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Louis-Joseph Papineau
Chapter XI - Lord Gosford: Nearing the Denouncement

CONSIDERING the fact that the quarrel between Lord Aylmer and Papineau was steadily assuming a more aggravated character, the colonial office put an end to his administration in the fall of 1835, and sent out in his place Lord Gosford, in the two-fold capacity of governor and royal commissioner, appointed with two colleagues, Sir Charles Grey and Sir George Gipps, to inquire into the condition of the province, with a view to finding a solution of the serious problem which had then absorbed public attention for thirty years.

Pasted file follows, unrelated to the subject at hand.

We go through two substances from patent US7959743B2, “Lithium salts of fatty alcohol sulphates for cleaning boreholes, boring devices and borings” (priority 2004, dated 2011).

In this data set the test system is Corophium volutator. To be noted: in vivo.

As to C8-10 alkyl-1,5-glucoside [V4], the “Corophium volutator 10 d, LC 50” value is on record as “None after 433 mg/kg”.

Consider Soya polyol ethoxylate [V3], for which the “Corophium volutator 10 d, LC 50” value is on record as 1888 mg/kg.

By character and temperament, Lord Gosford was a man of moderation. Hence, no sooner had he reached Quebec than he sought to win the confidence of the Canadians. He presided unceasingly at all their entertainments, attended the distribution of premiums at the Quebec Seminary, and gave a ball on the feast of Sainte Catharine. He went so far in his efforts to please the people in every possible way, that the official class and the legislative council party showed signs of taking umbrage. Doctor Henry, surgeon to a regiment then in garrison at Quebec, expressed the views of his associates on Lord Gosford's way of acting, in a letter addressed to the governor through the press, and couched in the following words: " My Lord, I have observed the kindness of your nature shown in many ways, I have witnessed your urbanity and affability to all, and you will, I hope, pardon me for adding that I have also been cognisant of your extensive private charities. You have undertaken the task of reconciling conflicting interests, passions and prejudices, and you have thrown into the endeavour all the cordiality of a generous Irishman. Would to God that your praiseworthy attempts to calm the waters of political strife may not all be thrown away! Yet I am deeply pained, fearing, as I do fear, that you are in fact and truth deceiving yourself in the honesty and generosity of your heart. My Lord, I fear that you are expending political courtesies and private convivialities with a lavish hand, and 4 coining your cheek to smiles,' in vain. There is one fatal and insuperable obstacle in your way. There is one man, Papineau, whom you cannot convert, because he is absolutely unconvertible.....By a wrong-headed and melancholy alchemy, he will transmute every public concession into a demand for more, in a ratio equal to its extent; whilst his disordered moral palate, beneath the blandest smile and tfye softest language, will turn your Burgundy into vinegar."